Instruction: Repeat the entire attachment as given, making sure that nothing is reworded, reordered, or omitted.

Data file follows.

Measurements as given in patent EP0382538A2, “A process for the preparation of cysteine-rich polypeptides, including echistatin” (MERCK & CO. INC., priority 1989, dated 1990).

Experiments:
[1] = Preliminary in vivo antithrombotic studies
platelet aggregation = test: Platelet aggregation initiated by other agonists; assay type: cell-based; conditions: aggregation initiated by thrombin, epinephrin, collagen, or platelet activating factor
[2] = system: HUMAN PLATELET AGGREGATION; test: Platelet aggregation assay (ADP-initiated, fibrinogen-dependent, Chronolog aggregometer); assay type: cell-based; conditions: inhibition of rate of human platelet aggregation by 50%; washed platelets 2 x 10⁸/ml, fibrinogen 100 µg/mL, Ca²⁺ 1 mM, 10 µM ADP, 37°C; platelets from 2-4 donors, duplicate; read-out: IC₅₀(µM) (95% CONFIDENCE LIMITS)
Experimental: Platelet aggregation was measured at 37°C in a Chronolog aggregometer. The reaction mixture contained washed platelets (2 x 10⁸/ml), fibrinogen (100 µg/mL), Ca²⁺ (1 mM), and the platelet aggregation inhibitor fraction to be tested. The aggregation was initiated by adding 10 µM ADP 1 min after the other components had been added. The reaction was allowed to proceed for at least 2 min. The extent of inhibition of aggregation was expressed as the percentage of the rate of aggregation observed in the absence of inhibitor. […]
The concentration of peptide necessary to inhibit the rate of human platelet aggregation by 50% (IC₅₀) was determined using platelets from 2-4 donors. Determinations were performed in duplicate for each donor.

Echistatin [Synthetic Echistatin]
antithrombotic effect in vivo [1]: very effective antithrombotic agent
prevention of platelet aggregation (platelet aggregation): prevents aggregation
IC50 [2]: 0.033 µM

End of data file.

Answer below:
Measurements as given in patent EP0382538A2, “A process for the preparation of cysteine-rich polypeptides, including echistatin” (MERCK & CO. INC., priority 1989, dated 1990).

Experiments:
[1] = Preliminary in vivo antithrombotic studies
platelet aggregation = test: Platelet aggregation initiated by other agonists; assay type: cell-based; conditions: aggregation initiated by thrombin, epinephrin, collagen, or platelet activating factor
[2] = system: HUMAN PLATELET AGGREGATION; test: Platelet aggregation assay (ADP-initiated, fibrinogen-dependent, Chronolog aggregometer); assay type: cell-based; conditions: inhibition of rate of human platelet aggregation by 50%; washed platelets 2 x 10⁸/ml, fibrinogen 100 µg/mL, Ca²⁺ 1 mM, 10 µM ADP, 37°C; platelets from 2-4 donors, duplicate; read-out: IC₅₀(µM) (95% CONFIDENCE LIMITS)
Experimental: Platelet aggregation was measured at 37°C in a Chronolog aggregometer. The reaction mixture contained washed platelets (2 x 10⁸/ml), fibrinogen (100 µg/mL), Ca²⁺ (1 mM), and the platelet aggregation inhibitor fraction to be tested. The aggregation was initiated by adding 10 µM ADP 1 min after the other components had been added. The reaction was allowed to proceed for at least 2 min. The extent of inhibition of aggregation was expressed as the percentage of the rate of aggregation observed in the absence of inhibitor. […]
The concentration of peptide necessary to inhibit the rate of human platelet aggregation by 50% (IC₅₀) was determined using platelets from 2-4 donors. Determinations were performed in duplicate for each donor.

Echistatin [Synthetic Echistatin]
antithrombotic effect in vivo [1]: very effective antithrombotic agent
prevention of platelet aggregation (platelet aggregation): prevents aggregation
IC50 [2]: 0.033 µM